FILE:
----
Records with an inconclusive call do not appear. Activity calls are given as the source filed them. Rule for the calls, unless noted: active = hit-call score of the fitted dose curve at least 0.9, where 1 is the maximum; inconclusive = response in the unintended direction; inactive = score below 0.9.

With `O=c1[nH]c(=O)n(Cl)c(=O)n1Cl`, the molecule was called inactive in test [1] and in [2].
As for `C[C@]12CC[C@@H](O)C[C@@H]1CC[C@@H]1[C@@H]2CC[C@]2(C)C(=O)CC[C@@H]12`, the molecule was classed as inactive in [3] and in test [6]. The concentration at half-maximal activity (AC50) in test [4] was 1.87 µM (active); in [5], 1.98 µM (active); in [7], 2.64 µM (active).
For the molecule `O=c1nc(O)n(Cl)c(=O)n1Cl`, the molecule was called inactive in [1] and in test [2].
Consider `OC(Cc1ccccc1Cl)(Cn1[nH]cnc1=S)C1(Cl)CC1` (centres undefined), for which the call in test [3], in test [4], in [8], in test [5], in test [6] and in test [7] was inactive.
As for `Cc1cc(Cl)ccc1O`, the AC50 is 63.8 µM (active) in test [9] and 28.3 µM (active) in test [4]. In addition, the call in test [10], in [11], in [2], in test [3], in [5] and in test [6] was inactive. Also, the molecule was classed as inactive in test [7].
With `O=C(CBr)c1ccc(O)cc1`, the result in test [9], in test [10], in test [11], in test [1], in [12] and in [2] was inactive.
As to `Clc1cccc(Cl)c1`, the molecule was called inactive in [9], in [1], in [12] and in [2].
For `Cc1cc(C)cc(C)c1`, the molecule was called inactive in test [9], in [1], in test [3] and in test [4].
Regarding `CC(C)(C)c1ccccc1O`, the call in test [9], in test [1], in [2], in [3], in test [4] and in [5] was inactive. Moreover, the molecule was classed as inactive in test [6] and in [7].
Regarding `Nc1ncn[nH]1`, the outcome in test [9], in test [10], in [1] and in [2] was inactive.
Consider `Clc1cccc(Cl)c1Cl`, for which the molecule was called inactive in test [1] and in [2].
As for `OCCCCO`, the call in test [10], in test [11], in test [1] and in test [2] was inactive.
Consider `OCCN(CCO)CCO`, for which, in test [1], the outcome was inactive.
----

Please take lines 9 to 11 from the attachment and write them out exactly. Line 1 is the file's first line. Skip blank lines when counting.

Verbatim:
For `Cc1cc(C)cc(C)c1`, the molecule was called inactive in test [9], in [1], in test [3] and in test [4].
Regarding `CC(C)(C)c1ccccc1O`, the call in test [9], in test [1], in [2], in [3], in test [4] and in [5] was inactive. Moreover, the molecule was classed as inactive in test [6] and in [7].
Regarding `Nc1ncn[nH]1`, the outcome in test [9], in test [10], in [1] and in [2] was inactive.